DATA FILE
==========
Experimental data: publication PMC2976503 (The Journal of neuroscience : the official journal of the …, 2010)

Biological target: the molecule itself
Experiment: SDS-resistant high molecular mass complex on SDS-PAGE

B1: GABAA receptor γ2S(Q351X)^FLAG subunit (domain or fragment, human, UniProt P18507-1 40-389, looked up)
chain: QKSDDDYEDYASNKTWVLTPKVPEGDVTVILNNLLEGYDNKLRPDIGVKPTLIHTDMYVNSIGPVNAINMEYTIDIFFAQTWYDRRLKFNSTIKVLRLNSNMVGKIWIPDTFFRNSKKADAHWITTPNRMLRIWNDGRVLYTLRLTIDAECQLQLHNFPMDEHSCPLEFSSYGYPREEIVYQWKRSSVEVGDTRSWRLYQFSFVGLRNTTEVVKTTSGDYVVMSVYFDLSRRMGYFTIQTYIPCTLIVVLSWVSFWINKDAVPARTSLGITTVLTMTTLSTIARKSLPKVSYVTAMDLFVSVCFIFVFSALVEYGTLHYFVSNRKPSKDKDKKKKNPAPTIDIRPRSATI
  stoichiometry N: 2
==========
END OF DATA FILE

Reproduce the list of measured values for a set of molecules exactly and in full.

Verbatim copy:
Experimental data: publication PMC2976503 (The Journal of neuroscience : the official journal of the …, 2010)

Biological target: the molecule itself
Experiment: SDS-resistant high molecular mass complex on SDS-PAGE

B1: GABAA receptor γ2S(Q351X)^FLAG subunit (domain or fragment, human, UniProt P18507-1 40-389, looked up)
chain: QKSDDDYEDYASNKTWVLTPKVPEGDVTVILNNLLEGYDNKLRPDIGVKPTLIHTDMYVNSIGPVNAINMEYTIDIFFAQTWYDRRLKFNSTIKVLRLNSNMVGKIWIPDTFFRNSKKADAHWITTPNRMLRIWNDGRVLYTLRLTIDAECQLQLHNFPMDEHSCPLEFSSYGYPREEIVYQWKRSSVEVGDTRSWRLYQFSFVGLRNTTEVVKTTSGDYVVMSVYFDLSRRMGYFTIQTYIPCTLIVVLSWVSFWINKDAVPARTSLGITTVLTMTTLSTIARKSLPKVSYVTAMDLFVSVCFIFVFSALVEYGTLHYFVSNRKPSKDKDKKKKNPAPTIDIRPRSATI
  stoichiometry N: 2